Press Releases

Waters Statement on FOIA Release Revealing Unpublished Consumer Bureau Analysis on Bank Fees Charged to Students

Washington DC, December 12, 2018

Today, in response to a Freedom of Information Act (FOIA) disclosure revealing a previously unreleased Consumer Financial Protection Bureau (Consumer Bureau) analysis on excessive account fees charged to students by large banks, Congresswoman Maxine Waters (D-CA), Ranking Member of the Committee on Financial Services, made the following statement:

“It is deeply troubling that a previously unpublished Consumer Bureau analysis showing that some large banks, including Wells Fargo, charged excessive account fees to students, was only revealed in response to a Freedom of Information Act disclosure. Why wasn’t this important analysis publicly issued by the Consumer Bureau earlier? What is being done to ensure harmed students are being made whole, and what is being done to prevent excessive fees from being charged of more students?

“This appears to be yet another example of Trump appointees working to undermine the Consumer Bureau by reducing transparency and turning a blind eye to bad actors. Mick Mulvaney has been working around the clock to block the agency’s important work.

“I intend to get to the bottom of this matter and hold the Trump Administration accountable for any actions that have harmed student borrowers and America’s consumers.”

The Consumer Financial Protection Bureau’s analysis examined 573 colleges and universities over the 2016-2017 academic year and determined that students collectively paid $27.6 million in fees to banks. According to the Consumer Bureau’s analysis, while most students are able to use a college-sponsored account free of any fees, Wells Fargo charged students an average of $46.99 in account fees over 12 months, which was the most in fees on average and nearly double the fees charged by TCF National Bank and U.S. Bank, which ranked second and third in the average amount of fees charged. Prior research by the Consumer Bureau suggests that cases where average account fees are significantly larger than median fees could result from accounts charging overdraft or other penalty fees. They found nearly one-in-ten student accounts that they analyzed incurred 10 or more overdrafts per year, paying on average $196 in overdraft fees. As part of that analysis, the Consumer Bureau expressed concerns that college-sponsored accounts that charge such high fees may run afoul of federal regulations that these accounts “not be inconsistent with the best financial interests” of their students when lower-cost accounts are widely available.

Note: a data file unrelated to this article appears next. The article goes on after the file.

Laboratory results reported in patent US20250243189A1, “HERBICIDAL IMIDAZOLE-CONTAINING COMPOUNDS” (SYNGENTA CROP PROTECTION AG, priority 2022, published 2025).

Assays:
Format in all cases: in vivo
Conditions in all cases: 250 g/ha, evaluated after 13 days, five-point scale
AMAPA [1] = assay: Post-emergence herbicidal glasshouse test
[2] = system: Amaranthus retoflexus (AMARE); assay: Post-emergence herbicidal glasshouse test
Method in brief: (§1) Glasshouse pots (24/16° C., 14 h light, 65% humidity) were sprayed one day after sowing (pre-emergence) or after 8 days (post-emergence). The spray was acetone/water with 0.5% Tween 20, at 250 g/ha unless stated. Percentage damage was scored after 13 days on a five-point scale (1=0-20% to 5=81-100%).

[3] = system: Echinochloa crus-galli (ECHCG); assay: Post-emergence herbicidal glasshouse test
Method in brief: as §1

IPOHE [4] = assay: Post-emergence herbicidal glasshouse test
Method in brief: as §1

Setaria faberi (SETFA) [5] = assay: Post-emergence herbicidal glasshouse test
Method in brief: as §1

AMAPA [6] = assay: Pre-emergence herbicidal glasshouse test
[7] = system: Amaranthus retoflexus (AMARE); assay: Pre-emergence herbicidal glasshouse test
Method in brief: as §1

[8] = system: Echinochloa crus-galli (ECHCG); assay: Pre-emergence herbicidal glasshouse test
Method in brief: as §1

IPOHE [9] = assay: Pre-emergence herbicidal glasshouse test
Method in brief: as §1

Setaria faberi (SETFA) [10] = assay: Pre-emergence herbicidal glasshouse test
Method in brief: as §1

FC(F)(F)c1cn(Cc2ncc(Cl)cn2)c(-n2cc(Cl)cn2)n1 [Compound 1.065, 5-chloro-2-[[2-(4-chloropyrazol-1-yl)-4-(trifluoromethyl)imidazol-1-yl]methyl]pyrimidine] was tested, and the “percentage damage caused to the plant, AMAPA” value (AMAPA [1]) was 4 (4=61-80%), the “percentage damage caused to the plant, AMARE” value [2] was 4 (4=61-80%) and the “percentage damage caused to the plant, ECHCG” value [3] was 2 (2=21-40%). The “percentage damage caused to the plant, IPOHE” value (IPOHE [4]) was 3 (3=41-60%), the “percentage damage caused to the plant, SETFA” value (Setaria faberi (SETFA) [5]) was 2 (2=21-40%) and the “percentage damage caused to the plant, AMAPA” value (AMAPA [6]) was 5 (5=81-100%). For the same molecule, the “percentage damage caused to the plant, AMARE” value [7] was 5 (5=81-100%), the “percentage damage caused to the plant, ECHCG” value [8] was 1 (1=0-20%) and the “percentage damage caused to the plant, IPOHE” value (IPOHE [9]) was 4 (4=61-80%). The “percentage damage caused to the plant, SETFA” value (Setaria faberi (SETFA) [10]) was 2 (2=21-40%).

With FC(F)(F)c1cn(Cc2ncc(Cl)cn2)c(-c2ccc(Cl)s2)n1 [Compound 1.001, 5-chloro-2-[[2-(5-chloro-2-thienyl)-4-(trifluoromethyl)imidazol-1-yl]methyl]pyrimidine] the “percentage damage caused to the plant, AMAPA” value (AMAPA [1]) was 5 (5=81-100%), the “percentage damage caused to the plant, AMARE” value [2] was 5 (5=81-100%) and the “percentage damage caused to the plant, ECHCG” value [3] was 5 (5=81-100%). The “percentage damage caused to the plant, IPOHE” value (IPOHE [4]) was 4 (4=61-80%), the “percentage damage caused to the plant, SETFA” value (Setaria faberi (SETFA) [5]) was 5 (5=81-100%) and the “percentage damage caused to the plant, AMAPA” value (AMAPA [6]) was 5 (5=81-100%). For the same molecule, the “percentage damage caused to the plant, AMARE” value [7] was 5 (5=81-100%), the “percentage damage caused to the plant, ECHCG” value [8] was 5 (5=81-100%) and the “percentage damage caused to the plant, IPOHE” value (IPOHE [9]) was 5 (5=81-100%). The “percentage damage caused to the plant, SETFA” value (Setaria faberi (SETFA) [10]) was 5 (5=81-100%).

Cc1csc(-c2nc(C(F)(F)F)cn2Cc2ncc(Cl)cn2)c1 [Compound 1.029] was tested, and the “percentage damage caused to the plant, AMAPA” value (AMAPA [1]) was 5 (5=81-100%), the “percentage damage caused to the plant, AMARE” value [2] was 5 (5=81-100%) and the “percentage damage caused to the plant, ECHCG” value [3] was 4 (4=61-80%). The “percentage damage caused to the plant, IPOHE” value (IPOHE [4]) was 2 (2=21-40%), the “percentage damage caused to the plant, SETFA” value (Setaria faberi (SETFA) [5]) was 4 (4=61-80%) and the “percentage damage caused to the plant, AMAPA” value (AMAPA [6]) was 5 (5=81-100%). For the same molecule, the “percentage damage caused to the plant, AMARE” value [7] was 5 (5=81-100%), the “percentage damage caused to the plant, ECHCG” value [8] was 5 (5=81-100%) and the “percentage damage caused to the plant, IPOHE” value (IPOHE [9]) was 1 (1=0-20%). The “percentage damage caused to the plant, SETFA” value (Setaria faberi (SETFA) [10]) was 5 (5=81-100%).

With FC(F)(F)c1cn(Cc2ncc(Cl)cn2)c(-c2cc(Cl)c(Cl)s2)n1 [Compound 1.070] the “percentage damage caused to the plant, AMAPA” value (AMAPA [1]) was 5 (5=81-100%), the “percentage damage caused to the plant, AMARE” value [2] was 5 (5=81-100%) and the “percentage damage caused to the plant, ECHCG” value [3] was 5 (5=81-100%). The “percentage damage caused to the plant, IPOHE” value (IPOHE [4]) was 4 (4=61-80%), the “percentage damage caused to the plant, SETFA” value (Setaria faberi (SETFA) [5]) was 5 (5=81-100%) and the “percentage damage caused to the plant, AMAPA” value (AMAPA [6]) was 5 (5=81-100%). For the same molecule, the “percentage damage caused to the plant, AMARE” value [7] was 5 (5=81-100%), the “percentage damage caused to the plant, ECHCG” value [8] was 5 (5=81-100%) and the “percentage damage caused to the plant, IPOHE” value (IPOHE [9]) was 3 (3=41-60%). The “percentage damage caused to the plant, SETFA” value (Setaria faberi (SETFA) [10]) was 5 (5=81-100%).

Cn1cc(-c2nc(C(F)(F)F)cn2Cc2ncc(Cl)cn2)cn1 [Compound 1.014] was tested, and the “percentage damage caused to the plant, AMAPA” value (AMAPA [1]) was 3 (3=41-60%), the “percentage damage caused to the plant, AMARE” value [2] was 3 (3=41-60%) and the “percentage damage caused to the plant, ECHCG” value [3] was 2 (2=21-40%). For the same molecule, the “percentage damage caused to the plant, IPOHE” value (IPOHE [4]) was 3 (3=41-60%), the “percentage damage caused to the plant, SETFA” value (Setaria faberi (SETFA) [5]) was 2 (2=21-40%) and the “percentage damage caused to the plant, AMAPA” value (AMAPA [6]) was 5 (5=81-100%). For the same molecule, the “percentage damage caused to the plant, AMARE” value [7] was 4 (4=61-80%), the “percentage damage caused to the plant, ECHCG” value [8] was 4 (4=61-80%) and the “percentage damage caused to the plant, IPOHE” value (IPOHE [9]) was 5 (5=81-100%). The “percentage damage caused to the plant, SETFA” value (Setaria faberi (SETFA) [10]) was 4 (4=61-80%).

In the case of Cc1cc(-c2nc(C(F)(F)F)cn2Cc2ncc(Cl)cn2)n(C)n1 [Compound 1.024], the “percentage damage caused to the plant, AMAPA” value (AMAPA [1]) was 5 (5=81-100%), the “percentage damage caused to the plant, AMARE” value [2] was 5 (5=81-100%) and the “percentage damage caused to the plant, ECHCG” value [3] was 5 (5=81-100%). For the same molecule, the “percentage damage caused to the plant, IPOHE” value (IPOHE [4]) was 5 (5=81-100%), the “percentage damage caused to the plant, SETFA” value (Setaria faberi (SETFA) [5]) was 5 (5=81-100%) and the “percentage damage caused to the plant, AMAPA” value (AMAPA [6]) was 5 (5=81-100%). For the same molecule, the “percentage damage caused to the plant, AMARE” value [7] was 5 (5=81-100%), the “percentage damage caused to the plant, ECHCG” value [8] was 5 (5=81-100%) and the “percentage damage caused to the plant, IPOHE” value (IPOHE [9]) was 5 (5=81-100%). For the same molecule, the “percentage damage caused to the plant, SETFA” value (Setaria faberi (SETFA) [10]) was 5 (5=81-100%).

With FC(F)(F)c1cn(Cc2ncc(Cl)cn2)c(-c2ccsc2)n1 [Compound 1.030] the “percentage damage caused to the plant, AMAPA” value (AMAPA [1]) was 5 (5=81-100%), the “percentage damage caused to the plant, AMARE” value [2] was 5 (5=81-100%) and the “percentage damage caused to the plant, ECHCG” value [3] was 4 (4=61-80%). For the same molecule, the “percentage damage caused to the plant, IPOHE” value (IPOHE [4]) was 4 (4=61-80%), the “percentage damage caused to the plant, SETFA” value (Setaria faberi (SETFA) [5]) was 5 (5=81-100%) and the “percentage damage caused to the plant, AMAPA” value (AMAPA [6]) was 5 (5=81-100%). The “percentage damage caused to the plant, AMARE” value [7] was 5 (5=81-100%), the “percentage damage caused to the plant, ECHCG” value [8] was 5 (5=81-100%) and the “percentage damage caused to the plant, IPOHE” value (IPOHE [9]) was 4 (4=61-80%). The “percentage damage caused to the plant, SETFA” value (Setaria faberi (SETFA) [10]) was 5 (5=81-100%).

In October, Ranking Member Waters wrote to Chairman Hensarling to urge him to use the full range of the Committee’s oversight authorities to conduct a formal investigation into allegations raised by Seth Frotman, former Assistant Director and Student Loan Ombudsman at the Consumer Financial Protection Bureau. Mr. Frotman alleges that the Consumer Bureau’s leadership suppressed the release of a staff report that allegedly exposed efforts by the nation’s largest banks to charge students dubious account fees. He further alleges that senior political leadership “blocked efforts to call attention to the ways in which the actions of this administration will hurt families ripped off by predatory for-profit schools.”

Also in October, Ranking Member Waters announced the introduction of the Consumers First Act, a bill to block the Trump Administration’s anti-consumer agenda and reverse their efforts, led by Mick Mulvaney, Director of the Office of Management and Budget, to dismantle the Consumer Financial Protection Bureau. One provision in the bill requires the Consumer Bureau to provide Congress with all relevant documents about the suppression of a student lending report exposing that the largest banks charged students legally dubious account fees.


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